At the time when the NPC and CPPCC are about to be held, how the government guarantees the development of small and medium-sized enterprises (SMEs) has attracted much attention.
As an important part of the national economy, SMEs have created 80% of the jobs, but it is precisely this part of enterprises that have suffered the most during the spread of the epidemic. Due to the weak ability to resist risks, a large number of SMEs have encountered operational difficulties due to the breakage of cash flow, raw materials, and sales channels.
Economists generally expect that the NPC and CPPCC will send a clear signal that they will attach equal importance to the development of SMEs and are expected to launch a new policy to assist the SMEs to get out of trouble.
The epidemic has had a wide, deep, and long-lasting impact on the global economy. The downward pressure on China’s economy has increased unprecedentedly, with SMEs being the hardest hit.
Wang Xiaolu, deputy director of the National Economic Research Institute, said that SMEs faced double difficulties of weak growth and the impact of the epidemic. Nearly a third of private companies are likely to be losing money.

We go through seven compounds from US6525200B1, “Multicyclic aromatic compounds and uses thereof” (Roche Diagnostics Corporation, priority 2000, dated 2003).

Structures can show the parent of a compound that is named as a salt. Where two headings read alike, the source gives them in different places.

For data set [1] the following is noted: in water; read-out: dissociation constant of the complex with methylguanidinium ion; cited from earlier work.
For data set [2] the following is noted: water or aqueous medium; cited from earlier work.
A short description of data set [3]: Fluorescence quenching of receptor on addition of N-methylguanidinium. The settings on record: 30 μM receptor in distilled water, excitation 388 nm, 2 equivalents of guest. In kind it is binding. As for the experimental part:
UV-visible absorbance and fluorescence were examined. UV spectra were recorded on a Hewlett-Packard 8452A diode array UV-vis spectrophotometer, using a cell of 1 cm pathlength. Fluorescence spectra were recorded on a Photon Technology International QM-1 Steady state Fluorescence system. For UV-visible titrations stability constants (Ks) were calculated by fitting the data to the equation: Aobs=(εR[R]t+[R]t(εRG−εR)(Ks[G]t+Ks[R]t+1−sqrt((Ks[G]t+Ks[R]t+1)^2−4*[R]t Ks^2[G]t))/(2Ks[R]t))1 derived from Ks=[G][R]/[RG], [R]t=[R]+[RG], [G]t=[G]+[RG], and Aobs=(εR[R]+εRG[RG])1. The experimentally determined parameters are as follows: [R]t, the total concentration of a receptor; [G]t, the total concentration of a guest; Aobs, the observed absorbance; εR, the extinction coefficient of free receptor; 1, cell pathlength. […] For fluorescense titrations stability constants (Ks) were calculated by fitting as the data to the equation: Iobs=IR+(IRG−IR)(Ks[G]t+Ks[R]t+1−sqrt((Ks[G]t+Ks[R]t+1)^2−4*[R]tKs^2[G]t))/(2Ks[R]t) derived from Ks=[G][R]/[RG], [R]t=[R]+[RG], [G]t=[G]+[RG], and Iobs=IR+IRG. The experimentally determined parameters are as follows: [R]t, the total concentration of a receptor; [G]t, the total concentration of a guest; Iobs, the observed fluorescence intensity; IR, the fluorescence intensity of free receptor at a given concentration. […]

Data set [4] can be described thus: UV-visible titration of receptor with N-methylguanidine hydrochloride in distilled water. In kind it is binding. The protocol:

Xu Chuanbao, the investment consultant for China Merchants Securities, said that due to the severity of the epidemic and many uncertainties, this year’s two sessions may downplay the importance of economic growth data as an important policy objective while paying more attention to employment and people’s well-being.
Song Hua, vice-president of the Renmin University Business School of China, also said that the current focus is undoubted to help all kinds of SMEs to tide over the difficulties. On the one hand, a large number of SMEs are an organic part of the supply and industrial chain. On the other hand, they are the main force providing most jobs. In a certain sense, improving the survival and development ability of small and medium-sized enterprises is directly related to whether they can stabilize the basic economic situation and hold the bottom line of people’s livelihood.
Faced with urgent cash flow and pressure from work stoppage and layoffs, many SMEs have called for a broader ” cutting taxes and fees ” policy. The two sessions are likely to give priority to the protection of SMEs from the capital side. China may adopt a new policy to reduce taxes and fees, financing costs, and “subtract” housing rents.
Wang Xiaolu, deputy director of the National Economic Research Institute, called on the state to take a “three-pronged strategy” in fiscal policy, monetary and credit policies, and institutional reform.
Other economists believe that the Government should draw out the policy to encourage and improve the development of SMEs.